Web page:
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Learn Your World - Malaysia

To support your global practice, ACC Docket offers country-specific fun facts from your peers who've been there — literally.


GDP (PPP) US$314.5 billion (2017 estimate)


32,090,217 (2018 estimate)


According to Transparency International's "2017 Corruption Perception Index," Malaysia was the 62nd "cleanest" (i.e., least corrupt) country out of the 176 countries surveyed.

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M alaysia is a multiracial society where Malays, Chinese, and Indians, as well as many other ethnic groups, live together in peace and harmony. This multiculturalism has made Malaysia a gastronomical paradise and home to hundreds of colourful festivals. Malaysians love celebrating all festivals and socializing. The people of Malaysia are relaxed, warm, and friendly.

Geographically, Malaysia is almost as diverse as its culture. It has 11 states and two federal territories (Kuala Lumpur and Putrajaya) that form Peninsular Malaysia. It is separated by the South China Sea from East Malaysia, which includes the two states of Sabah and Sarawak on the island of Borneo and a third federal territory, the island of Labuan.

Malaysia is a country that is different from other nations in Southeast Asia because of its unique combination of exotic, ancient culture and the highest level of development. The Petronas towers are two of the tallest buildings in Asia. Also, the biggest mosque in Asia is found in Malaysia, as well as the third longest bridge in the world, and much more. The sun shines year-round in Malaysia with almost no seasonal changes in climate, but the coolest days are from November to January when the temperature drops to 26 degrees Celsius (78 degrees Fahrenheit).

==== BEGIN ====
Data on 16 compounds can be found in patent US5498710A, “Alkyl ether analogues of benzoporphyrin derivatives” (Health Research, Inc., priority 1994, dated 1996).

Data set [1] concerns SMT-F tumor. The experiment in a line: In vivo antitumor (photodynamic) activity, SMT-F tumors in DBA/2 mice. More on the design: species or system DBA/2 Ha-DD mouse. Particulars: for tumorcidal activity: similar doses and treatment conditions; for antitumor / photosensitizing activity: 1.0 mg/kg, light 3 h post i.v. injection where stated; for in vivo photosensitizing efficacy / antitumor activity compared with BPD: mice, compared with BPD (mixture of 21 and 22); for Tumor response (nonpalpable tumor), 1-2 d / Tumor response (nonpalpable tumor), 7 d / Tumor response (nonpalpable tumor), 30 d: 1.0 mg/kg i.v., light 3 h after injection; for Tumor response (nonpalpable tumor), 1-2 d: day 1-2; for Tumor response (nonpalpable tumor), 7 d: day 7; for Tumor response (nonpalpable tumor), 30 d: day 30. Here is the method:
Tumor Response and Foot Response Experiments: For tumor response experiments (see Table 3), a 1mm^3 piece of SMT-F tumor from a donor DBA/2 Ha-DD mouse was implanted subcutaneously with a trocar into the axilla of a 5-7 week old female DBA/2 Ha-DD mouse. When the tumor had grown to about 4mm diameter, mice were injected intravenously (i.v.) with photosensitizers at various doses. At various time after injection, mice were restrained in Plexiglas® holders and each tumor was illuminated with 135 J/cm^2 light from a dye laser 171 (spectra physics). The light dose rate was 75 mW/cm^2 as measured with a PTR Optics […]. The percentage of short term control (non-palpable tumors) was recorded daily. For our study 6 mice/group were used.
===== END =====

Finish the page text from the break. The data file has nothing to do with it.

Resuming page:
The working environment in Malaysia is polite and friendly. People don't normally wear a tie or a suit for meetings. Because of its casual nature, meetings don't usually start on time. However, punctuality is a good way to show respect and politeness. A meeting usually starts with a handshake and the exchange of business cards. Then, small talk occurs before the main agenda is discussed. The host will start the meeting by stating its objectives.

The national religion of Malaysia is Islam. As such, if the organization involved in the meeting is a government body or government-linked company, no pork or alcoholic drinks will be served as a business courtesy. However, smoking is allowed. When the meeting is over, all parties will again shake hands and thank each other. The host will normally accompany the guest to the main door or the lift.

The legal profession is highly respected in Malaysia, and lawyers are seen as role models for business practices. Most in-house counsel also serve as ethics and compliance officers.

During one's free time, socializing at sports events, fine dining, and drinking are among the top activities for most legal counsel in Malaysia, regardless of being in-house or external, or local or international. 

About the Author

Sim Yen Lee is senior legal counsel for East Asia & Japan at Schneider Electric.